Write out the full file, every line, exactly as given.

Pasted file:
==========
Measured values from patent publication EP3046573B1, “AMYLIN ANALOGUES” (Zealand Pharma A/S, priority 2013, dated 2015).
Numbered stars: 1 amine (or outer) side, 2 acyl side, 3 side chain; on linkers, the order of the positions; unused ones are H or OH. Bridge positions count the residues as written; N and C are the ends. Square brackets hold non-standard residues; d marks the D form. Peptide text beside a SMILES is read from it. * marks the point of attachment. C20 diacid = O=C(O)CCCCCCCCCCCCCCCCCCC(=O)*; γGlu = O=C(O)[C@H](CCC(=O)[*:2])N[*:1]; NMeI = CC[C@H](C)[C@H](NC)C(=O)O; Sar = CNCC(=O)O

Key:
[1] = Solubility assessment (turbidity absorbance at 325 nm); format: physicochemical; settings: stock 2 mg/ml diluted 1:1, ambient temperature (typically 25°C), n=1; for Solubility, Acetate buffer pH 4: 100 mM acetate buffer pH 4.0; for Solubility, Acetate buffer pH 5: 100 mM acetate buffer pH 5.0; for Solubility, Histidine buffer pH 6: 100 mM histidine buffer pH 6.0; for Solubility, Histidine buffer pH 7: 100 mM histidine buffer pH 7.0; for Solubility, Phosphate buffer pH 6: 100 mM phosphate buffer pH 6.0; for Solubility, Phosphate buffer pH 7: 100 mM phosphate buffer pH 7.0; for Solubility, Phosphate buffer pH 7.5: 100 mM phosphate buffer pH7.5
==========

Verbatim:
Measured values from patent publication EP3046573B1, “AMYLIN ANALOGUES” (Zealand Pharma A/S, priority 2013, dated 2015).
Numbered stars: 1 amine (or outer) side, 2 acyl side, 3 side chain; on linkers, the order of the positions; unused ones are H or OH. Bridge positions count the residues as written; N and C are the ends. Square brackets hold non-standard residues; d marks the D form. Peptide text beside a SMILES is read from it. * marks the point of attachment. C20 diacid = O=C(O)CCCCCCCCCCCCCCCCCCC(=O)*; γGlu = O=C(O)[C@H](CCC(=O)[*:2])N[*:1]; NMeI = CC[C@H](C)[C@H](NC)C(=O)O; Sar = CNCC(=O)O

Key:
[1] = Solubility assessment (turbidity absorbance at 325 nm); format: physicochemical; settings: stock 2 mg/ml diluted 1:1, ambient temperature (typically 25°C), n=1; for Solubility, Acetate buffer pH 4: 100 mM acetate buffer pH 4.0; for Solubility, Acetate buffer pH 5: 100 mM acetate buffer pH 5.0; for Solubility, Histidine buffer pH 6: 100 mM histidine buffer pH 6.0; for Solubility, Histidine buffer pH 7: 100 mM histidine buffer pH 7.0; for Solubility, Phosphate buffer pH 6: 100 mM phosphate buffer pH 6.0; for Solubility, Phosphate buffer pH 7: 100 mM phosphate buffer pH 7.0; for Solubility, Phosphate buffer pH 7.5: 100 mM phosphate buffer pH7.5